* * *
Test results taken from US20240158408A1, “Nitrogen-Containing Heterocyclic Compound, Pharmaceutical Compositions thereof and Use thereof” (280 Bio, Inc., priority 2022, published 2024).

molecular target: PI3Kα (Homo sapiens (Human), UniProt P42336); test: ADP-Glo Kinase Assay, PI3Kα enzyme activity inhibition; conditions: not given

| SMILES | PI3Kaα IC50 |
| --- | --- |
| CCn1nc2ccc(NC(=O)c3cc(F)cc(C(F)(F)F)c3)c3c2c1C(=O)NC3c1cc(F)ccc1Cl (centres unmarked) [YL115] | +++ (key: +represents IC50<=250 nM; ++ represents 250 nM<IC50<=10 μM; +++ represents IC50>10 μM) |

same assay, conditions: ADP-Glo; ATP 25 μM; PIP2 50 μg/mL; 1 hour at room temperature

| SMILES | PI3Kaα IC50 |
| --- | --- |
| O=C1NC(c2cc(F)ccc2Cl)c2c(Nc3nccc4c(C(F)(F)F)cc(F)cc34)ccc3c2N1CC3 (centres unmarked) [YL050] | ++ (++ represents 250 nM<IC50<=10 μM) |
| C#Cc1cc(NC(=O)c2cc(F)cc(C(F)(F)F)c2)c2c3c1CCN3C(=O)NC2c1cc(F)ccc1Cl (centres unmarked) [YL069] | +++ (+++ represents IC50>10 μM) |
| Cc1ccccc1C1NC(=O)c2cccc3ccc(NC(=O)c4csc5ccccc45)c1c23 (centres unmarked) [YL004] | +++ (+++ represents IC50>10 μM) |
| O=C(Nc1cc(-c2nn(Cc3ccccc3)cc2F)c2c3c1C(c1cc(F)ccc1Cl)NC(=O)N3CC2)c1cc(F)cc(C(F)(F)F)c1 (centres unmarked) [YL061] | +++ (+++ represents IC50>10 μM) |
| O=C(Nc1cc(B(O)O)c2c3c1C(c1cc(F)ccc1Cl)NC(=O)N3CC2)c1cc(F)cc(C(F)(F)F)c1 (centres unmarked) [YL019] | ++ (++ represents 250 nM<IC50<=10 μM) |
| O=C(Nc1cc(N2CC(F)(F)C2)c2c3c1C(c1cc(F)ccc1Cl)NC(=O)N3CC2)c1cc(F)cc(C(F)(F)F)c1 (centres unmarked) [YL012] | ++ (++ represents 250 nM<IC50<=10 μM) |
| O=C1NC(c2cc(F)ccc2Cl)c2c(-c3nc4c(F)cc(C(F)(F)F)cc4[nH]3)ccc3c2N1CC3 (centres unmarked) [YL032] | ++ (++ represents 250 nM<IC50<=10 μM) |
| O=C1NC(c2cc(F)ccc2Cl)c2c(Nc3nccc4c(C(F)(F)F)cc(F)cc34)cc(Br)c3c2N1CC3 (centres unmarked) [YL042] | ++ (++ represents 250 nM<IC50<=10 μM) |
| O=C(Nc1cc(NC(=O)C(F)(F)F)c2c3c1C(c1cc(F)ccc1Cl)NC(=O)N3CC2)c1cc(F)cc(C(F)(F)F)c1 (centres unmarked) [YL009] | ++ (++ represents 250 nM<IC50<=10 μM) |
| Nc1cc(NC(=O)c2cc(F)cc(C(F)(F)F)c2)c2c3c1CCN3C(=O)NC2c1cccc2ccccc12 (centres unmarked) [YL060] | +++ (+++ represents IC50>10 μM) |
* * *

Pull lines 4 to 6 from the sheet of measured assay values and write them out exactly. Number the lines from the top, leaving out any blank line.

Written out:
| --- | --- |
| CCn1nc2ccc(NC(=O)c3cc(F)cc(C(F)(F)F)c3)c3c2c1C(=O)NC3c1cc(F)ccc1Cl (centres unmarked) [YL115] | +++ (key: +represents IC50<=250 nM; ++ represents 250 nM<IC50<=10 μM; +++ represents IC50>10 μM) |

same assay, conditions: ADP-Glo; ATP 25 μM; PIP2 50 μg/mL; 1 hour at room temperature